Gregor Robertson  
Photo by Chandra Bodalia

BY GREGOR ROBERTSON

Mayor of Vancouver

 

AT Vancouver City Council this week, we proposed the biggest affordable housing boom in Vancouver’s history.  The Housing Vancouver proposal puts local people and incomes first and takes action today to deal with Vancouver’s housing crisis.

The plan aims to create 72,000 new homes that are affordable for people who live and work in Vancouver. Vancouver doesn’t just need supply, it needs the right kind of supply local people on local incomes can afford. The City is doubling down on affordable housing backed by the principle that no one should spend more than 30 per cent of their income on their home. We’re putting a big focus on rental housing and prioritizing innovative ideas like this pilot project that will ramp up the City’s delivery of affordable housing for renters across the spectrum.

To guarantee affordability – benchmarked by the City at no more than 30% of household income spent on housing – rents will be directly connected to tenants’ incomes, between $30,000 and $80,000 per year.  Projects that rents for the new, mandated affordable rental homes could range from:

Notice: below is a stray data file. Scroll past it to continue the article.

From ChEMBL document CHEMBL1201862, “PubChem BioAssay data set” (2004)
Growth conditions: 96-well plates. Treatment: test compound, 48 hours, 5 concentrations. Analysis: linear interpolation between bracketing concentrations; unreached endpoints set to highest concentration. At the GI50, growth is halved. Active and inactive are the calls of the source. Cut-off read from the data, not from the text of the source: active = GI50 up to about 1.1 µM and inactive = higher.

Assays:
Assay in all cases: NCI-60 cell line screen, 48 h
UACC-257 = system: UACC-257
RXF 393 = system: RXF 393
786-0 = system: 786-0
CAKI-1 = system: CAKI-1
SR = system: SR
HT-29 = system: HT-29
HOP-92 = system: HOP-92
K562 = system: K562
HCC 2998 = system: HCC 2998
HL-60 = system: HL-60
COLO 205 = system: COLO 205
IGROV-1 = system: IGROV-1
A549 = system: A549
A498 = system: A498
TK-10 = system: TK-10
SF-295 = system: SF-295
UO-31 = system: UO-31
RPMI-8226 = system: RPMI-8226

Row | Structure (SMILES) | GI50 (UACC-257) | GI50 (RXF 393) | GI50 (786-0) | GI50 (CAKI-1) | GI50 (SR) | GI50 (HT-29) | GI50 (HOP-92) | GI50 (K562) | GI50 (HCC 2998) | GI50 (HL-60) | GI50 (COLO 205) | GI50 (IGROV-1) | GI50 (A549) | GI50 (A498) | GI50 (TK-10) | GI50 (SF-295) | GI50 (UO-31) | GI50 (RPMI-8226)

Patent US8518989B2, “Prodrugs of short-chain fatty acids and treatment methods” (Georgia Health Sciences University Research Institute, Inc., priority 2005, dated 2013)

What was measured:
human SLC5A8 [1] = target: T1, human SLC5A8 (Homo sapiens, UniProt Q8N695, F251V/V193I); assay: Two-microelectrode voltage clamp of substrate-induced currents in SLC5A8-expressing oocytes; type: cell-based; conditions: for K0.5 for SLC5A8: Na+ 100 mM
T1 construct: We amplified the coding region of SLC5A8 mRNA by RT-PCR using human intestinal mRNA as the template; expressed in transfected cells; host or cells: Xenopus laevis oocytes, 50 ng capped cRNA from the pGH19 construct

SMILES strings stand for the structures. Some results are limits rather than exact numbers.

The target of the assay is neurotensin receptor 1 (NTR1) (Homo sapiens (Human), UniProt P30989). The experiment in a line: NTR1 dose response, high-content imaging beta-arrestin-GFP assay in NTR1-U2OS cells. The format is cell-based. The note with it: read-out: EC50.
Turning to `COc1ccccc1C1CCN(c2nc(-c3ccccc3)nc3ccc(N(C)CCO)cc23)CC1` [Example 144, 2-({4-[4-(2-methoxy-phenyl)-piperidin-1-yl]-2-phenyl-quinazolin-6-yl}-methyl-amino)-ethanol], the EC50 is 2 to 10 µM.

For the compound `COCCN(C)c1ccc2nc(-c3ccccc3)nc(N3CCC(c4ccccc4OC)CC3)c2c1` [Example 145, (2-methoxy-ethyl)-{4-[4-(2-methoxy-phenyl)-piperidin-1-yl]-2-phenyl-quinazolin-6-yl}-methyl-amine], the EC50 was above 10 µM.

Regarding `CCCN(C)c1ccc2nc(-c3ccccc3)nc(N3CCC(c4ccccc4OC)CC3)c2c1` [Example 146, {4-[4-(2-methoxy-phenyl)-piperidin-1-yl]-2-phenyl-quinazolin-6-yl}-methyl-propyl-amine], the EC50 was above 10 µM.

• $850-$1,000 for a studio,
  • $1250-$1500 for a one bedroom, and
  • $1700- $2100 for a two bedroom.

The new approach is part of the City’s update to the Housing Vancouver strategy – the City’s new way to deliver the right supply of housing to match local needs and incomes The City is exploring developing a new pilot program to expand this approach, and if successful, the pilot could be expanded city-wide to provide potentially thousands more mandated affordable rental homes.

Housing Vancouver is a culmination of several initiatives from the City that tackles the housing affordability crisis, including:

  • Re-setting housing targets to be geared to income bands, to deliver a more appropriate supply of housing that meets local needs and incomes;
  • Investing $80M in the 2017 Capital Plan for affordable housing – the most ever;
  • Approving a record number of new rental homes;
  • Bringing in Canada’s first Empty Homes Tax;
  • Proposing regulating short-term rentals, like Airbnb;
  • Pursuing modular housing on city-owned sites;
  • Offering 20 sites of City-owned land worth $250 Million to senior governments to use for affordable housing;
  • Increasing family home requirements in new housing projects to 35%; and
  • Providing four City-owned sites to enable Vancouver’s first Community Land Trust

For more information, visit www.vancouver.ca/housing

 

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